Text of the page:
Hank Crawford

I Hear a Symphony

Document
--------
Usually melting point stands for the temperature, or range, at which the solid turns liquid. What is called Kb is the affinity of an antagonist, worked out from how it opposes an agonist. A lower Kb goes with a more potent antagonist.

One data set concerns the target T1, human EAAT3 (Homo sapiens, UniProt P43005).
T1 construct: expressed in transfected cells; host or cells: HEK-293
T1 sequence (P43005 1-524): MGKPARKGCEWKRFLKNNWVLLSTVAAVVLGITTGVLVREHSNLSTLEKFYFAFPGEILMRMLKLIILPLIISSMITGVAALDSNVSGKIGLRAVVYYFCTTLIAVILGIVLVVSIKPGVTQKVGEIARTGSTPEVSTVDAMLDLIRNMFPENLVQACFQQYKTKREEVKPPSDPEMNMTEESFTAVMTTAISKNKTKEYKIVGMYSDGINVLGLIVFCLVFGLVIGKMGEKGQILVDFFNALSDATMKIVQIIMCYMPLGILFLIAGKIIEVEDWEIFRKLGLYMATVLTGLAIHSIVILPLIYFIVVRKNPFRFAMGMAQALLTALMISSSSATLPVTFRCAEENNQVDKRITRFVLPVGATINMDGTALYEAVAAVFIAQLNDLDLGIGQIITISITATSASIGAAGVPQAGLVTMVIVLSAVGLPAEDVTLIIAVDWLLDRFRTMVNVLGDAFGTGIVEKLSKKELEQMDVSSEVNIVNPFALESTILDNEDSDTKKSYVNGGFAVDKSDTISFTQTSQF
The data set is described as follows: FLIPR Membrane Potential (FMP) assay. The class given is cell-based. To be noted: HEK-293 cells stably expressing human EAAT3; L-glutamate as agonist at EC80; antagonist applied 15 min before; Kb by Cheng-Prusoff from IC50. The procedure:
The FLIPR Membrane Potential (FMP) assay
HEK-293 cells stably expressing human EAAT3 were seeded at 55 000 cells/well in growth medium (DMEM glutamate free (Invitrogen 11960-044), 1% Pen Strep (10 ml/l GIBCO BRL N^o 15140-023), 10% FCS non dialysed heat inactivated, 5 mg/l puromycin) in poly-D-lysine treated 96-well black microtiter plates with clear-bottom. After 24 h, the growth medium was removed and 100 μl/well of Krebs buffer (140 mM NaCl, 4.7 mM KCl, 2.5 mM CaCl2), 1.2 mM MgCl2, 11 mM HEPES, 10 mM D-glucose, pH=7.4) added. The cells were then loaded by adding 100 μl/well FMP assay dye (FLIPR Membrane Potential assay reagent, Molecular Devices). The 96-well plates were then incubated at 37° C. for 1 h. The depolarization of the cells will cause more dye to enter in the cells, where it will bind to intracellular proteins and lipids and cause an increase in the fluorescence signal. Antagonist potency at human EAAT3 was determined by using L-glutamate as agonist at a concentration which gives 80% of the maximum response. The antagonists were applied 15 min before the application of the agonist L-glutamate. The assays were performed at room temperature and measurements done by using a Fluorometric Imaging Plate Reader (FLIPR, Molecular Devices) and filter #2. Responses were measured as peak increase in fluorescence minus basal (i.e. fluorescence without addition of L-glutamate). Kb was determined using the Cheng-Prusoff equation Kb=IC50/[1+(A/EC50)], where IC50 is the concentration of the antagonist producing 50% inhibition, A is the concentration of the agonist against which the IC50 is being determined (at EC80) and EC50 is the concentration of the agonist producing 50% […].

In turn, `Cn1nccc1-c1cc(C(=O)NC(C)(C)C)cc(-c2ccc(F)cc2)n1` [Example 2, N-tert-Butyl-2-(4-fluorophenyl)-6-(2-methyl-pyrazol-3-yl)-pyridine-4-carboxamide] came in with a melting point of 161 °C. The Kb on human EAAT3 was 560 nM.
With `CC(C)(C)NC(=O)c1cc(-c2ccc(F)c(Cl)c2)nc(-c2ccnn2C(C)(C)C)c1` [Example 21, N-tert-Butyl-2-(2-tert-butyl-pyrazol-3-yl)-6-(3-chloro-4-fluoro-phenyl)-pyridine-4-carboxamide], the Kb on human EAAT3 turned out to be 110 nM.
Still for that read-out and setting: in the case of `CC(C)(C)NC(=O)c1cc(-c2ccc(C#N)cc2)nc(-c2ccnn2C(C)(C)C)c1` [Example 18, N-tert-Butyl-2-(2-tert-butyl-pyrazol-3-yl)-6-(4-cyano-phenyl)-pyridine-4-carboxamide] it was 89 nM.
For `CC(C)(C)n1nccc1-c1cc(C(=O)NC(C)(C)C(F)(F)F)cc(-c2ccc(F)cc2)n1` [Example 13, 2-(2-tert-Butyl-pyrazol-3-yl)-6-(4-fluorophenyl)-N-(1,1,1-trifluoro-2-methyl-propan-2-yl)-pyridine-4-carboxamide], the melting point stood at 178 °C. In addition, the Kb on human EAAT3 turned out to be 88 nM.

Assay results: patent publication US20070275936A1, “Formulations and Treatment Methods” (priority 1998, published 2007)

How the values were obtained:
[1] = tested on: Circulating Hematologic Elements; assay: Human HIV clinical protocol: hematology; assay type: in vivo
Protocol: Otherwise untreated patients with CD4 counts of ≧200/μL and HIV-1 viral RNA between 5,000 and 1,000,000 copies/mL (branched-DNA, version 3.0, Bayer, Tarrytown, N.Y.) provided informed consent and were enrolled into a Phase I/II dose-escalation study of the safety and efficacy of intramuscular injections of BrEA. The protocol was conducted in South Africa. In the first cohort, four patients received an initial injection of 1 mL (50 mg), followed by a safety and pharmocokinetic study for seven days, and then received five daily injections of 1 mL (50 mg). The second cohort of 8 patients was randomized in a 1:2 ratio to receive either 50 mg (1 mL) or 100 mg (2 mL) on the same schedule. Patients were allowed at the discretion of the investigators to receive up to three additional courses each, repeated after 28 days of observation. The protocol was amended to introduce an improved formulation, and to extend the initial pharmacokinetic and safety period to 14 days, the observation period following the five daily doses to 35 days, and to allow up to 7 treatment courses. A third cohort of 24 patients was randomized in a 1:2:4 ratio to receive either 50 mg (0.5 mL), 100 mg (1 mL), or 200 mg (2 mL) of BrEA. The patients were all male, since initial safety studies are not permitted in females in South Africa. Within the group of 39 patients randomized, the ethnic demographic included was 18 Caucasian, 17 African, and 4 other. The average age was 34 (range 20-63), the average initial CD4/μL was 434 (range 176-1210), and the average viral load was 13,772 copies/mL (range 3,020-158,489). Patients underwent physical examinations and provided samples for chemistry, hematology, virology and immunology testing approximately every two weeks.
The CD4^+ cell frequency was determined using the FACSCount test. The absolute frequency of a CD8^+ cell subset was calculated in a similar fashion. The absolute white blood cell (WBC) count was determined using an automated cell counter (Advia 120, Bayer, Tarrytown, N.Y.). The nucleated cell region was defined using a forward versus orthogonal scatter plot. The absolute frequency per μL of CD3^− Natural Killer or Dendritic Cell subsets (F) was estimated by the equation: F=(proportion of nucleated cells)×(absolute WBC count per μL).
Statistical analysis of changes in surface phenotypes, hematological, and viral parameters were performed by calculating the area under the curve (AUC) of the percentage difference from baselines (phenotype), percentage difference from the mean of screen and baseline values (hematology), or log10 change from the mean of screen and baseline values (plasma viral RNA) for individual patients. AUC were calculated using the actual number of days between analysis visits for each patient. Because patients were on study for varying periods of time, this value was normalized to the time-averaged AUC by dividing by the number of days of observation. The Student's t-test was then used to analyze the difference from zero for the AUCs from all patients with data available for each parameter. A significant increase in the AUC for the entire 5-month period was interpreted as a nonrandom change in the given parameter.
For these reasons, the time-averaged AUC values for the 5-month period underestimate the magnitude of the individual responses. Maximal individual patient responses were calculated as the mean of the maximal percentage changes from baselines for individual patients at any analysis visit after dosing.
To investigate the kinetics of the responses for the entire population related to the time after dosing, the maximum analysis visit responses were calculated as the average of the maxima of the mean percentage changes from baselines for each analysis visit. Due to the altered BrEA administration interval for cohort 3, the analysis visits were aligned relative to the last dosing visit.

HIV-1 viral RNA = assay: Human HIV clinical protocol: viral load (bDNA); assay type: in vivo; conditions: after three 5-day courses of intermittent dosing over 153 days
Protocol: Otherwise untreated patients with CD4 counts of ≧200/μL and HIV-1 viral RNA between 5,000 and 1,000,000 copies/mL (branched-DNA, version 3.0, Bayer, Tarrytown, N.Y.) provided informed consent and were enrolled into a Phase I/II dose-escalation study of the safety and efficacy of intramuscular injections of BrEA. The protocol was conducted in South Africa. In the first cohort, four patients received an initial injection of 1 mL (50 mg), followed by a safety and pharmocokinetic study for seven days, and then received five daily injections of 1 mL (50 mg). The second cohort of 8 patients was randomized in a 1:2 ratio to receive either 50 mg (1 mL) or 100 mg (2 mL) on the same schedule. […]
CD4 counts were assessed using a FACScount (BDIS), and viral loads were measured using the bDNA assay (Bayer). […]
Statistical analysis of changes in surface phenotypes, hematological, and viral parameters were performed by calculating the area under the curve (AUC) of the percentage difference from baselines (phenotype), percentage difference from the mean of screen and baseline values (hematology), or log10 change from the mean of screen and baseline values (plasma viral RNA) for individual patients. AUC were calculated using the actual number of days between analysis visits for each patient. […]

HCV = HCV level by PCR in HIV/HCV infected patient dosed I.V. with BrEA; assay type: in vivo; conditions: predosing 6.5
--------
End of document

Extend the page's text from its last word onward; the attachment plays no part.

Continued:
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Hank Crawford's June 1975 date was an attempt to swing for the same fences that cats like Grover Washington had sailed over the year before with "Mister Magic" and had crossed again a month before with "Feels So Good." Creed Taylor and his Kudu label scored big with Washington in what was the real precursor to smooth jazz. Crawford's "I Hear a Symphony" listed among its cast of players Richard Tee, Don Grolnick, Steve Khan, Bernard Purdie, Steve Gadd, vocalists Patti Austin and Frank Floyd, and guitarist Eric Gale, among others. Crawford ever the Memphis groover, brought his own set of soul vibes to the date and fused them willingly with Taylor's penchant for the chart-emergent disco of the day. With arrangements by David Matthews, this set is a cooker. Certainly the production is a bit dated, but the funky-butt moves in Crawford's soulful playing and the tough riffing of Gale more than transcend it. With a selection of cuts that include an Austin-fronted realization of the Motown classic title track by Holland and Dozier, to a pair of solid jazz funk tunes by Matthews in "Madison (Spirit the Power)" and "Hang on the Ceiling," to the shimmering cool shimmying version of the "The Stripper," this is a good vibe set. But it is on Crawford's "Sugar Free" where things really heat up. Crawford's take on funk was different than his producer's. This is greasy four to the floor strutting and flexing. This track could have been in any blaxploitation flick and could have pumped up any discotheque sound system. The horn charts are big and tight, and Crawford and Gale trading eights send it over. This is blowing. The sexier ballad and mid-tempo tracks all seem to have come more from the Crawford book, too, such as Jerry Ragovoy's "I'll Move You No Mountain," and Bobby Eli's "Love Won't Let Me Wait." There's plenty of meat in their silvery grooves. The set closes with a tight instrumental read of the Minnie Riperton/Leon Ware classic "Baby, This Love I Have." It's in the pocket, evolves at an unhurried pace, and croons through the tune with a chunky backbeat and popping bassline. Crawford's solo literally sings here. In all, a different, way commercial, but very satisfying session that should have done better and would have if Washington's "Feels So Good" hadn't been burning up the charts.

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